Reflections on Corporate Wrongdoing

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During a recent conversation I had with a fellow public company director, the subject of board detection of corporate wrongdoing came up. She told me that her approach was always to meet privately with the internal and external auditors to explain that they could always speak with her in confidence if they had an issue not appropriately addressed by management. Her words made me smile; they reminded me of a conversation I had over 25 years ago with similar parties at Sunbeam, where I was serving on my first public corporate board. There, I went so far as to give the auditors my home phone number (pre-cell phone, of course) and told each of them that they could call me any time of the day or night with a concern.

At the time, it seemed like a good practice. If they viewed me as a conscientious, independent director, they would have no fear coming forward with important information that could save the business from financial disaster.

Regrettably, though, no one there contacted me in any way, shape or form prior to the managerial and accounting disaster that would later devastate the company and lead to the termination of its CEO in a particularly public implosion.

Charles Elson

The reason, as I later surmised, was rather simple. First, employees view a board as aligned with management and not particularly sympathetic to employee concerns. Second, to come forward means the significant potential of losing one’s job and primary source of income — a risk few would take. You can tell someone that you are independent and motivated to correct wrongdoing, but how do they know that you will follow through with it? Is it worth the risk to them of potential personal devastation?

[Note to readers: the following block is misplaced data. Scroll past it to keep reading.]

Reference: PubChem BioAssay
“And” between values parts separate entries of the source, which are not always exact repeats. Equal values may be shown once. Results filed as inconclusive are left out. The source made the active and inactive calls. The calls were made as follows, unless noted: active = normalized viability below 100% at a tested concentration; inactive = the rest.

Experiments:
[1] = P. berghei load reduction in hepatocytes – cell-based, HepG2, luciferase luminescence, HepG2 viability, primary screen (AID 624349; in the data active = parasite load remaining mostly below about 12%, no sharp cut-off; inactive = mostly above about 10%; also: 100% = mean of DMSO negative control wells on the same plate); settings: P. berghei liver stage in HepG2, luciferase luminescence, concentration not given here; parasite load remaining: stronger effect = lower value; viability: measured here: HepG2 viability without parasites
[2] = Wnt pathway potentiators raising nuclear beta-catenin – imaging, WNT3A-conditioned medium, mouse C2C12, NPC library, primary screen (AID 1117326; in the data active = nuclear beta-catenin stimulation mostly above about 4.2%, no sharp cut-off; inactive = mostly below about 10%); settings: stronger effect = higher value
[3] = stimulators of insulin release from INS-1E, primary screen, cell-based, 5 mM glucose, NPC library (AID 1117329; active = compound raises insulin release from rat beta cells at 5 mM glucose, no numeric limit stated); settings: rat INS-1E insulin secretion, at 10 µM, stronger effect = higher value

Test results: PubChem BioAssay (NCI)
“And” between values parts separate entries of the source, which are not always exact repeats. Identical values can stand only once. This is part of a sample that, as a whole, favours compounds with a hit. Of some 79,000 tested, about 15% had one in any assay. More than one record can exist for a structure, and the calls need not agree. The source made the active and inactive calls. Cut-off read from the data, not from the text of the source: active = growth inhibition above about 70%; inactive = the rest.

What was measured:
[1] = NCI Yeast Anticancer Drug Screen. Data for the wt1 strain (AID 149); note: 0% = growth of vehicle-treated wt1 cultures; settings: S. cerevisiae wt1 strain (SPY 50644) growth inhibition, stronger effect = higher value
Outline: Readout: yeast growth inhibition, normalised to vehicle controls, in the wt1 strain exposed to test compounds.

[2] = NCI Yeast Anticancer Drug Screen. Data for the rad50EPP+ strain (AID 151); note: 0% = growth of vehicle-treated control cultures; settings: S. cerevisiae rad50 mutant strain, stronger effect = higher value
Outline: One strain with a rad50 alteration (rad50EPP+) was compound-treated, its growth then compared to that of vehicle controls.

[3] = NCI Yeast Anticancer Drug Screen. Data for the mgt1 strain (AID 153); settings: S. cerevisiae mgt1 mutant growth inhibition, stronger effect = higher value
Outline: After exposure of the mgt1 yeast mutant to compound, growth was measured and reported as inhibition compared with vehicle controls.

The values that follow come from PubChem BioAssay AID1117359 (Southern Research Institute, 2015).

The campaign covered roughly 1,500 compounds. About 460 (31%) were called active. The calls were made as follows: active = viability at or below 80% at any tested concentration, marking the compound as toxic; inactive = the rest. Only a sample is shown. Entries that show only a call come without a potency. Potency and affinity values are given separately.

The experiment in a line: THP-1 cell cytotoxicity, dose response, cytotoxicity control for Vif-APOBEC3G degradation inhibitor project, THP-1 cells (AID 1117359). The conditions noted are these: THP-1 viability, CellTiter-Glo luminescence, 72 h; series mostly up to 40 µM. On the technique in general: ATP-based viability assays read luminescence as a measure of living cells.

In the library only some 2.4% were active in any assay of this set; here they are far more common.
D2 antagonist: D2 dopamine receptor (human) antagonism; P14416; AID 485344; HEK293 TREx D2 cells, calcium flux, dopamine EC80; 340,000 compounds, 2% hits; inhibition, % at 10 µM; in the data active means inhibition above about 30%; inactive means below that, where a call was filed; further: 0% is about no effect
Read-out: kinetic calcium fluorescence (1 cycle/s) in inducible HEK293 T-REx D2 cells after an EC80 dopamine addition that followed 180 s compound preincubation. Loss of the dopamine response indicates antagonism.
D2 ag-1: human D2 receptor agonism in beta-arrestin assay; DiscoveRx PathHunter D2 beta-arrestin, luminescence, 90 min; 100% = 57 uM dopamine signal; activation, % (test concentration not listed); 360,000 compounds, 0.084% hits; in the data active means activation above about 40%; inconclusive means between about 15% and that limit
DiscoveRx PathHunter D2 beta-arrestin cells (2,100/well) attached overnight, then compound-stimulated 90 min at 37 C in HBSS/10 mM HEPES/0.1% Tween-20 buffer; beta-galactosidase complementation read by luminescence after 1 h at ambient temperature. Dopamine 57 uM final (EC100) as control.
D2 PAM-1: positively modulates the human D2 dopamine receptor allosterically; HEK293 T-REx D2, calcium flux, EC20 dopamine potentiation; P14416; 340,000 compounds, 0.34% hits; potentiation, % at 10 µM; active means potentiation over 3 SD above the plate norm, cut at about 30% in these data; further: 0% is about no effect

There is no easy solution to this problem. Even the now-ubiquitous fraud “hotlines” do not provide the answer. Thirty years of board research and service, though, have helped me develop a few relevant thoughts on a more productive approach.

I have always believed that broad-based equity ownership by employees is a very positive thing for an organization. It links the employee’s wealth and future to the success of the business itself and not a particular mismanaging CEO or supervisor. But alone, it is not the answer to the misconduct problem. It merely provides some incentive to come forward.

This is why director independence is so important. The less connected a director appears to be to management — and the more of a management monitor the director seems to be — the greater likelihood of someone deciding to come forward. Additionally, it is always a good idea to establish a positive relationship with the internal and external auditors, more than simply attending formal meetings. It is easier to discuss a problem with a professional friend than someone whom you merely view as a distant supervisor.

But encouraging effective reporting is much broader. It is cultural and begins with the CEO. A leader with real personal integrity and transparency sets the tone for the entire organization. Companies (and nonprofits) led by such individuals are a pleasure to work for. They typically attract the best and brightest. Corporate cultures in which transparency is a core value make it easier for employees to report up when there is an integrity issue. They are also less likely to develop such problems to begin with.

Since the board is responsible for finding the best CEO, among the top qualities it should look for are integrity and transparency. Of course, these are not traits that are easily and publicly quantifiable. That is where judgment enters the equation. Reliable judgment is why good directors are so valued.

Although the notion of an appropriate “tone at the top” sometimes seems a bit cliché, my experience suggests otherwise. It is a critical element in creating a vibrant and sustainable business. Combined with equity-holding, independent directors and broad-based share ownership by employees, it is our best hope for creating and maintaining the kind of successful enterprise investors demand and deserve.
Charles Elson is executive editor-at-large for Directors & Boards.

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